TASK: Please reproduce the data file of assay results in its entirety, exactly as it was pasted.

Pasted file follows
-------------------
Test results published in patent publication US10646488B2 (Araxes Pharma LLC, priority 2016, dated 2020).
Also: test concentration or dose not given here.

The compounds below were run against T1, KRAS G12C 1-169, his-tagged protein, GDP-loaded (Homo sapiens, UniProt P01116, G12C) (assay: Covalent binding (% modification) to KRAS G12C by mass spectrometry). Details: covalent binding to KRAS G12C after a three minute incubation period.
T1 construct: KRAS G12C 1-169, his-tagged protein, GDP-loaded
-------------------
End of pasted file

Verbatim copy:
Test results published in patent publication US10646488B2 (Araxes Pharma LLC, priority 2016, dated 2020).
Also: test concentration or dose not given here.

The compounds below were run against T1, KRAS G12C 1-169, his-tagged protein, GDP-loaded (Homo sapiens, UniProt P01116, G12C) (assay: Covalent binding (% modification) to KRAS G12C by mass spectrometry). Details: covalent binding to KRAS G12C after a three minute incubation period.
T1 construct: KRAS G12C 1-169, his-tagged protein, GDP-loaded